Dogbert is thinking like an economist here. You notice that he keeps squashing Dilbert's fantasies of how the world should work with an explanation of how the world does work. He's doing this by looking for the unseen. He's doing this by continually probing Dilbert's proposed solutions by asking him to state the problem that he's trying to solve.
Far too often in my consulting practice, people will come to me asking me to help with a solution. Sometimes I recognize that their solution would solve the wrong problem.
Replies to mailing lists
For example, people will ask me "How do I get ezmlm to insert a Reply-To: pointing back to the mailing list?" The discomfort that they're trying to address is that people tend to Reply to an email to continue the conversation. This doesn't work for a mailing list because the To: address is that address that continues the conversation. Hitting Reply simply sends email to the one person who authored that email. Hitting Reply-All is not a solution because it sends an extra copy to the author of the email. Unless someone trims the address list, eventually every author's name gets included in addition to the list itself.
The real problem here is that email clients need a third Reply command: Reply-List. This command will send email only to the address in the To: header.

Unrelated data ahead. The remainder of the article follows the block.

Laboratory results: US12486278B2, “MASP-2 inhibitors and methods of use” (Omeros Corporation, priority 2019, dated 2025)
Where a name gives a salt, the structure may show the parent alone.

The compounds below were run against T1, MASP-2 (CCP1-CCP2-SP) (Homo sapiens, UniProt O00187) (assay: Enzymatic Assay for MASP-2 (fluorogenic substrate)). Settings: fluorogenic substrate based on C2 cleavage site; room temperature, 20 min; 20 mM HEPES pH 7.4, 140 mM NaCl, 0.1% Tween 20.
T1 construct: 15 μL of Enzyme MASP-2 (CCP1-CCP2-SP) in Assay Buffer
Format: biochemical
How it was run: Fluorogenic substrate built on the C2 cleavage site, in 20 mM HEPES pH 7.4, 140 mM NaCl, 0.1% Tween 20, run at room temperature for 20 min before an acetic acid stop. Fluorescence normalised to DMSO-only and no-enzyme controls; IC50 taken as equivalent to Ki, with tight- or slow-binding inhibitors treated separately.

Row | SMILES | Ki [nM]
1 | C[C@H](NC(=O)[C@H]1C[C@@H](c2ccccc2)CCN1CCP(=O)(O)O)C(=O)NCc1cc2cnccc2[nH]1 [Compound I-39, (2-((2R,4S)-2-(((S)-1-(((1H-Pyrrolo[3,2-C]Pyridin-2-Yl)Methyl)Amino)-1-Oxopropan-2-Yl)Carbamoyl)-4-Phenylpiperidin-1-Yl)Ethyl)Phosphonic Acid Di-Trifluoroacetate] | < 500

People will also ask "How do I get the MTA (Mail Transfer Agent) to append a disclaimer to every email?" That's not just a wrong solution, it's a wrong problem. It's a wrong solution because the disclaimer should be appended by the MUA (Mail User Agent or email program) or if that's simply impossible, by the MSA (Mail Submission Agent or your ISP's email server). For more details, see Carl Hutzler's email best-practices document.
But more than that, putting disclaimers on unsigned email is like washing toilet paper. Everyone who has gotten email from "email@example.com", raise your hands. No, no, everybody put your hands down. Everyone who has NOT gotten such email raise your hands. Ahhh, just as I thought: nobody has their hand up. Paypal keeps getting phished because they refuse to sign their email using DomainKeys. Same thing for everyone else. If you think your email could be used in a court of law, think again. No competently-informed judge will accept email as a reliable document. A disclaimer is meaningless.